Coincidental Coincidences

October 15, 2010

Why does the mind, acting independently of its owner, insist on attaching significance to coincidences for which chance is the only plausible explanation? Or if not attaching significance, then automatically sketching out possible narratives that have no basis in fact?

These questions and many others linger after a day of coincidences. First up: Driving to an appointment yesterday, I listened to Terry Gross interview actor and comedian Denis Leary on NPR. The news, he said, produces a treasure trove of material for jokes. Example: Heather Mills’ allegations during her divorce from Paul McCartney that the former Beatle didn’t accommodate her special needs as a leg amputee. Taking this in, I look up and see the Oregon Artificial Limb Co., established in 1906. What are the chances? This must mean something — for me. But what? And off the mind goes. . .

Later, I was walking several blocks from my house and passed an intersection with an odd juxtaposition of businesses: a liquor store, an adjoining low-budget funeral home, and across the street a building where I had long assumed abortions were performed. Such services offered within remarkably close proximity had always struck me as having some broad message about life and death. But what? Or was the juxtaposition merely an accident of zoning or vagaries of the rental market? At home I decided to learn more about the Pregnancy Resource Center. It turns out that abortions aren’t performed there. In fact, the enterprise tries to persuade young women not to have abortions.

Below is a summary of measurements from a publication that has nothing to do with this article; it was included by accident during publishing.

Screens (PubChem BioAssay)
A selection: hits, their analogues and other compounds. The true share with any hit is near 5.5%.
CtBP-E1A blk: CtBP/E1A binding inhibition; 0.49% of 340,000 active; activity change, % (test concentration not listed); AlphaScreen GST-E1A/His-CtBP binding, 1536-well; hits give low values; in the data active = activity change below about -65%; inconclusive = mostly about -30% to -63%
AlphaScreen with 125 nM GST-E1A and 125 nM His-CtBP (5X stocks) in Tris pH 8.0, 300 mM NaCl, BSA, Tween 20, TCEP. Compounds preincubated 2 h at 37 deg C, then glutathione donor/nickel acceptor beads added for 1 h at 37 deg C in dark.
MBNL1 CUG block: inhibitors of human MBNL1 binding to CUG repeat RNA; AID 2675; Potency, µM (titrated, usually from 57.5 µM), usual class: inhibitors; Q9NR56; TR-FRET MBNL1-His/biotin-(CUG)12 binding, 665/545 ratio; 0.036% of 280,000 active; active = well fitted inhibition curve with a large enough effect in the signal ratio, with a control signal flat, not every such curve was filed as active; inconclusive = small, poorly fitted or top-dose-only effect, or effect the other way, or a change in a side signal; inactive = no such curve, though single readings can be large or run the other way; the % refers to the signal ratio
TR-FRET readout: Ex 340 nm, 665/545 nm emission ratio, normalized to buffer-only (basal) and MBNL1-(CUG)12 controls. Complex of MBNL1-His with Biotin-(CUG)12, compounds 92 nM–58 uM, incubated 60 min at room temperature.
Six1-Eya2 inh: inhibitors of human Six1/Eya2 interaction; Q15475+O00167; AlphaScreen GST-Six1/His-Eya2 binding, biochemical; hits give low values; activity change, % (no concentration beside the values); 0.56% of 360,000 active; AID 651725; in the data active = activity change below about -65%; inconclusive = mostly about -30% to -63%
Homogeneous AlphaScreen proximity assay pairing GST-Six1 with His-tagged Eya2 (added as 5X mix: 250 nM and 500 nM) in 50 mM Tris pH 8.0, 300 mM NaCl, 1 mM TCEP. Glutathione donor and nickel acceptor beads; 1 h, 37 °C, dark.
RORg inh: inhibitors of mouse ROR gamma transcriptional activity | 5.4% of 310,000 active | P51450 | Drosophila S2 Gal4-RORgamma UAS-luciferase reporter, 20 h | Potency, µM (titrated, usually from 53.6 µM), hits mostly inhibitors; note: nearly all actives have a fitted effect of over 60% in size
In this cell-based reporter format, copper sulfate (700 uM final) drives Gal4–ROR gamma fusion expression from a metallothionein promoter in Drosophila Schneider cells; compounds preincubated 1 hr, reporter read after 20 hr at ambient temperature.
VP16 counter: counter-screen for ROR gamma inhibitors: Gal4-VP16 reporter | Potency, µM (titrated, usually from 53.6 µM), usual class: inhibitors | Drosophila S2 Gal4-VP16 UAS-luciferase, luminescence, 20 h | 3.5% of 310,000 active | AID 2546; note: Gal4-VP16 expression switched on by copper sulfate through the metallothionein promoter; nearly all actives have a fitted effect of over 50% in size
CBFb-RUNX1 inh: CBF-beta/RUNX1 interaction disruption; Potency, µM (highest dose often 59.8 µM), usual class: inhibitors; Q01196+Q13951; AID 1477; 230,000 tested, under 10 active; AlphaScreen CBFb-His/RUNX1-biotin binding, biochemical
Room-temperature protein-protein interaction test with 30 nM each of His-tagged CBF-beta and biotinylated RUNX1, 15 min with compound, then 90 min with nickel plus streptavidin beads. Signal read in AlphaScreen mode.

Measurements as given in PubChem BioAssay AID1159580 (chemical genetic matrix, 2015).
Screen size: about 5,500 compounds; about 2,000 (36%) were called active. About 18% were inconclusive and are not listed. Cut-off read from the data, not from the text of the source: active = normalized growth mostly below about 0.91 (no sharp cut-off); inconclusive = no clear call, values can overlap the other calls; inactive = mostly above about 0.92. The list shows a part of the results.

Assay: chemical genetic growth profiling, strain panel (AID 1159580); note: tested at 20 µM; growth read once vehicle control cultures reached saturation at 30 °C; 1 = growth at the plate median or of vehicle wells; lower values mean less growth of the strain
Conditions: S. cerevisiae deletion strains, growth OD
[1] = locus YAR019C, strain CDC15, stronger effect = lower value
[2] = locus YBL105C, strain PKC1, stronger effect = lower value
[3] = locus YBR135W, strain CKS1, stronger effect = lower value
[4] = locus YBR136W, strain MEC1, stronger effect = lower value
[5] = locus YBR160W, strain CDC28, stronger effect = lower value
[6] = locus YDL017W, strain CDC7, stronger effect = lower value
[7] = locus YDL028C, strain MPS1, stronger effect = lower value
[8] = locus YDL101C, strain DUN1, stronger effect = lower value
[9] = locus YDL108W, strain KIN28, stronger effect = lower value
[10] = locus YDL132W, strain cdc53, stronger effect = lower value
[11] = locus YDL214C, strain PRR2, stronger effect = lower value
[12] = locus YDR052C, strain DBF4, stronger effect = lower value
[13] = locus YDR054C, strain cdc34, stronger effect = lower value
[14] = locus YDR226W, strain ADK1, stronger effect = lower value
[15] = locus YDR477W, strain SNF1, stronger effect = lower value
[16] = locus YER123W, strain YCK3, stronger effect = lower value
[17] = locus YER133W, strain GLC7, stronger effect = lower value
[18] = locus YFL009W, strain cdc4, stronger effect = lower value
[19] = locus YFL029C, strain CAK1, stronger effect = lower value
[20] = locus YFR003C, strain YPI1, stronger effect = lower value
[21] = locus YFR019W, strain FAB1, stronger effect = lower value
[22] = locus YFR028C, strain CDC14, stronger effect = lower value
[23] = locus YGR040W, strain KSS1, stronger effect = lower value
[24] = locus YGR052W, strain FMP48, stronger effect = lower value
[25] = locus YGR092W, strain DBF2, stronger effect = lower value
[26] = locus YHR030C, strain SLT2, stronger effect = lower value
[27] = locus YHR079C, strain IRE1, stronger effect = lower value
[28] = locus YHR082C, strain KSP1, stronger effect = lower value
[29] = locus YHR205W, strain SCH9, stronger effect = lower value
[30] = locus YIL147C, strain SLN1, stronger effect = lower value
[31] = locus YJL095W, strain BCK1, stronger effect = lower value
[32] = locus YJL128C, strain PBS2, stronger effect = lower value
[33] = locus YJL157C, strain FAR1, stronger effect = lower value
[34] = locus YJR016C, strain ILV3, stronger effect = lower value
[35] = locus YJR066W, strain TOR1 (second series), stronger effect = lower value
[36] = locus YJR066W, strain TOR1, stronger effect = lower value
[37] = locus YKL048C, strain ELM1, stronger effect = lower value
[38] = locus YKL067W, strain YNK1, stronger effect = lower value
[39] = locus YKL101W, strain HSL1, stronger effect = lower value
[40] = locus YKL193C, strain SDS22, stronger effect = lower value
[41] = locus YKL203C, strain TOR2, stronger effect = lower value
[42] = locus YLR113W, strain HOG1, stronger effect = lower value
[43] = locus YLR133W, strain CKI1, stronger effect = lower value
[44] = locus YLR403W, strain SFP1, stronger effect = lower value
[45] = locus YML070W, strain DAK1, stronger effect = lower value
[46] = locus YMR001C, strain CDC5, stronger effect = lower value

I know better than to make assumptions. The danger was drilled into me as a young journalist. I drilled it into many a reporter. My violation of that cardinal rule still nagged at me even later yesterday while walking a block from the Pregnancy Resource Center. Atop a low wall along a Safeway parking lot, I spotted a hardcover book. The title came into view: Holy Bible. The book looked thin, and I opened the cover. All the pages had been torn out.

With religion permeating the abortion debate, the presence of an empty Bible so near a place where I had believed abortions were performed only means something if I manufacture the connection. Right? That was my first thought. But other questions drowned it out: Where did the Bible pages end up? Who tore them out and for what reason? What does it symbolize? Could it have been a young pregnant woman who sought counseling at the building a block away? So many uninvited questions made me want to head to the liquor store.

None of this means anything other than illustrating the human propensity to make sense of a chaotic world. Randomness is, well, random. Correct? Or is Carl Jung’s concept of synchronicity at play? Am I missing other connections that could illuminate a more complex reality than what I perceive? In the linked article about Jung, I found mention of a book, The Waking Dream: Unlocking the Symbolic Language of Our Lives. Author Ray Grasse wrote: ” . . . the occasional dramatic coincidence is only the tip of a larger iceberg of meaning that underlies our lives.”

Yesterday’s events and observations, coupled with today’s digestion of them, leads where I don’t know. One certainty emerged: it was the right call not to don ear buds and listen to music as I walked. I was connected not to my iPhone but the world.